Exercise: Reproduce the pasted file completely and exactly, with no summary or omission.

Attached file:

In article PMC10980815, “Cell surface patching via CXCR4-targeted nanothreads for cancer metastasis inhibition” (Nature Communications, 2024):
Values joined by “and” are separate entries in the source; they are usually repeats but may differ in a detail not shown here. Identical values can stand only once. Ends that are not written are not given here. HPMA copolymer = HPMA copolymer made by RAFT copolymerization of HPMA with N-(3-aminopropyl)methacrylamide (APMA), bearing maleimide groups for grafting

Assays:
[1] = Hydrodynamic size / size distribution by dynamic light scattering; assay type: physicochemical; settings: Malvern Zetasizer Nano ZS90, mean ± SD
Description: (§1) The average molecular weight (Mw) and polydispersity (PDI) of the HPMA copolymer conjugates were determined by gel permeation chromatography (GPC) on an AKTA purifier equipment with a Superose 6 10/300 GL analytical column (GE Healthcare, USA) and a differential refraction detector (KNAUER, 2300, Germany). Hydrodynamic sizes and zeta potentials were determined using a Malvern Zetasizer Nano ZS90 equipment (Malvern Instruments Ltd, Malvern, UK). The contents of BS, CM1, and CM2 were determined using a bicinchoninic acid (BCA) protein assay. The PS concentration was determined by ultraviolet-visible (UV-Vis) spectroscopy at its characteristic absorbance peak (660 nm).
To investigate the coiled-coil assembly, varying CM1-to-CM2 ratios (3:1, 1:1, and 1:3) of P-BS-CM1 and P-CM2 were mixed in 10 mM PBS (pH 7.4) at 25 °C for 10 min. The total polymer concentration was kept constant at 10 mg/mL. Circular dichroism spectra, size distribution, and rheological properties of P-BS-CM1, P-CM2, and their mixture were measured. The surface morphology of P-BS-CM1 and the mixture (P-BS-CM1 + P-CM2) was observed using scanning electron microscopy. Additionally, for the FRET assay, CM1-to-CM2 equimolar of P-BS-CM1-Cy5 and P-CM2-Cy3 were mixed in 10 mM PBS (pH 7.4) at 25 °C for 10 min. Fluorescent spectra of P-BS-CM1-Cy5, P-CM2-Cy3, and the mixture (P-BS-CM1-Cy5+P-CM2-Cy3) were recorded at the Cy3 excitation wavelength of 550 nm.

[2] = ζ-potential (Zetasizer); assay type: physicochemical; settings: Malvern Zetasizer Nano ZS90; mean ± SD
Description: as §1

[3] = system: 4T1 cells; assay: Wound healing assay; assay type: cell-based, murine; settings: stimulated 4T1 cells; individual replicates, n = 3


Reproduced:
In article PMC10980815, “Cell surface patching via CXCR4-targeted nanothreads for cancer metastasis inhibition” (Nature Communications, 2024):
Values joined by “and” are separate entries in the source; they are usually repeats but may differ in a detail not shown here. Identical values can stand only once. Ends that are not written are not given here. HPMA copolymer = HPMA copolymer made by RAFT copolymerization of HPMA with N-(3-aminopropyl)methacrylamide (APMA), bearing maleimide groups for grafting

Assays:
[1] = Hydrodynamic size / size distribution by dynamic light scattering; assay type: physicochemical; settings: Malvern Zetasizer Nano ZS90, mean ± SD
Description: (§1) The average molecular weight (Mw) and polydispersity (PDI) of the HPMA copolymer conjugates were determined by gel permeation chromatography (GPC) on an AKTA purifier equipment with a Superose 6 10/300 GL analytical column (GE Healthcare, USA) and a differential refraction detector (KNAUER, 2300, Germany). Hydrodynamic sizes and zeta potentials were determined using a Malvern Zetasizer Nano ZS90 equipment (Malvern Instruments Ltd, Malvern, UK). The contents of BS, CM1, and CM2 were determined using a bicinchoninic acid (BCA) protein assay. The PS concentration was determined by ultraviolet-visible (UV-Vis) spectroscopy at its characteristic absorbance peak (660 nm).
To investigate the coiled-coil assembly, varying CM1-to-CM2 ratios (3:1, 1:1, and 1:3) of P-BS-CM1 and P-CM2 were mixed in 10 mM PBS (pH 7.4) at 25 °C for 10 min. The total polymer concentration was kept constant at 10 mg/mL. Circular dichroism spectra, size distribution, and rheological properties of P-BS-CM1, P-CM2, and their mixture were measured. The surface morphology of P-BS-CM1 and the mixture (P-BS-CM1 + P-CM2) was observed using scanning electron microscopy. Additionally, for the FRET assay, CM1-to-CM2 equimolar of P-BS-CM1-Cy5 and P-CM2-Cy3 were mixed in 10 mM PBS (pH 7.4) at 25 °C for 10 min. Fluorescent spectra of P-BS-CM1-Cy5, P-CM2-Cy3, and the mixture (P-BS-CM1-Cy5+P-CM2-Cy3) were recorded at the Cy3 excitation wavelength of 550 nm.

[2] = ζ-potential (Zetasizer); assay type: physicochemical; settings: Malvern Zetasizer Nano ZS90; mean ± SD
Description: as §1

[3] = system: 4T1 cells; assay: Wound healing assay; assay type: cell-based, murine; settings: stimulated 4T1 cells; individual replicates, n = 3